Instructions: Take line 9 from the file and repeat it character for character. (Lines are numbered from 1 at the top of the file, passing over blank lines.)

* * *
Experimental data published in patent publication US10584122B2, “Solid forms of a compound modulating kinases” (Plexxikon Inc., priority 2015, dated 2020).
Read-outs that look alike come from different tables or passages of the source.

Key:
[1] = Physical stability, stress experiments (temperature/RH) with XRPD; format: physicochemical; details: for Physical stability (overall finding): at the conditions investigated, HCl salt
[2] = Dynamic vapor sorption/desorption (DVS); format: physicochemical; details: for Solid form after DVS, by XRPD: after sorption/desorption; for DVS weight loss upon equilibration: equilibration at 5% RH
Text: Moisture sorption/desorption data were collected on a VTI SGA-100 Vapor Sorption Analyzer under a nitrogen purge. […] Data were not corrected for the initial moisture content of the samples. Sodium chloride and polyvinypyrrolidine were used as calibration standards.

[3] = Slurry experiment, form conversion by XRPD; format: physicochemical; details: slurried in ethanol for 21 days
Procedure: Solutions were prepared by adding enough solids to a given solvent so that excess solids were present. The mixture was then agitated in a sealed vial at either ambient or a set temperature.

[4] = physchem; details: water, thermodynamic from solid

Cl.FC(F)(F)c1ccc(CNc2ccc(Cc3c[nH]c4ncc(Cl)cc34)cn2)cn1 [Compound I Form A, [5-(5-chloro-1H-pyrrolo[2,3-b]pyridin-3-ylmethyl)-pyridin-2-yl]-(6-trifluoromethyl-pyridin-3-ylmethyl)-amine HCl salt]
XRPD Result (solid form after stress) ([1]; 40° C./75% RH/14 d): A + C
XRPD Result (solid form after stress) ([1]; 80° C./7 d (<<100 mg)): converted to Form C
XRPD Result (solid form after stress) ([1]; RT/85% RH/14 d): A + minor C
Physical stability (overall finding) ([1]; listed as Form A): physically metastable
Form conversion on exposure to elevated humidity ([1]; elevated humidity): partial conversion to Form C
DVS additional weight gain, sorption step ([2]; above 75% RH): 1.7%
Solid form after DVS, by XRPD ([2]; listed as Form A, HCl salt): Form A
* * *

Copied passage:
[4] = physchem; details: water, thermodynamic from solid